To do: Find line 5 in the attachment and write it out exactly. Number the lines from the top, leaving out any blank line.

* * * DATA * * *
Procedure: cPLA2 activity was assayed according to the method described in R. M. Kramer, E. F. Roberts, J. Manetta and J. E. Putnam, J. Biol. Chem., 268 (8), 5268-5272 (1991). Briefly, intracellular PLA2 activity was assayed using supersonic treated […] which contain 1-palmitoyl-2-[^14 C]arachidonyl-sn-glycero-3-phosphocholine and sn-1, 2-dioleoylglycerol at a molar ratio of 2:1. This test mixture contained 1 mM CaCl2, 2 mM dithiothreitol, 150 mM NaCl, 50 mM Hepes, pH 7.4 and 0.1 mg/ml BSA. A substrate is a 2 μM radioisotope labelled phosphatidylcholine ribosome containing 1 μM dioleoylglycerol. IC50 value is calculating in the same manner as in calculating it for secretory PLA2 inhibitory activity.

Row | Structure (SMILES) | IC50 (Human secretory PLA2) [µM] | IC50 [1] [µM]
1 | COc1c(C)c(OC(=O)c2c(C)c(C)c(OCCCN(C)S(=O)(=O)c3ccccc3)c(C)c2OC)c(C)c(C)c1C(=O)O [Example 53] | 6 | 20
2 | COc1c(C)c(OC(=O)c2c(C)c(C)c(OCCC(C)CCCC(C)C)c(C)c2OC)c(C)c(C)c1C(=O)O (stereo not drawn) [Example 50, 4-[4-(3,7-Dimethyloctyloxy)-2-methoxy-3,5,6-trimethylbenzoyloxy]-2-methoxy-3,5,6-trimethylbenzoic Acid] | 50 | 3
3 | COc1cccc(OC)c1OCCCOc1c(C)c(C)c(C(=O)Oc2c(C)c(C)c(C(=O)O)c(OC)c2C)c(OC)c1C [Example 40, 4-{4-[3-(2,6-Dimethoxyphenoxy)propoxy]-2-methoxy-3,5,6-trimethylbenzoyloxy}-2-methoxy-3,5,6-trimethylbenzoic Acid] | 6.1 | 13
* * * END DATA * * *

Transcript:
3 | COc1cccc(OC)c1OCCCOc1c(C)c(C)c(C(=O)Oc2c(C)c(C)c(C(=O)O)c(OC)c2C)c(OC)c1C [Example 40, 4-{4-[3-(2,6-Dimethoxyphenoxy)propoxy]-2-methoxy-3,5,6-trimethylbenzoyloxy}-2-methoxy-3,5,6-trimethylbenzoic Acid] | 6.1 | 13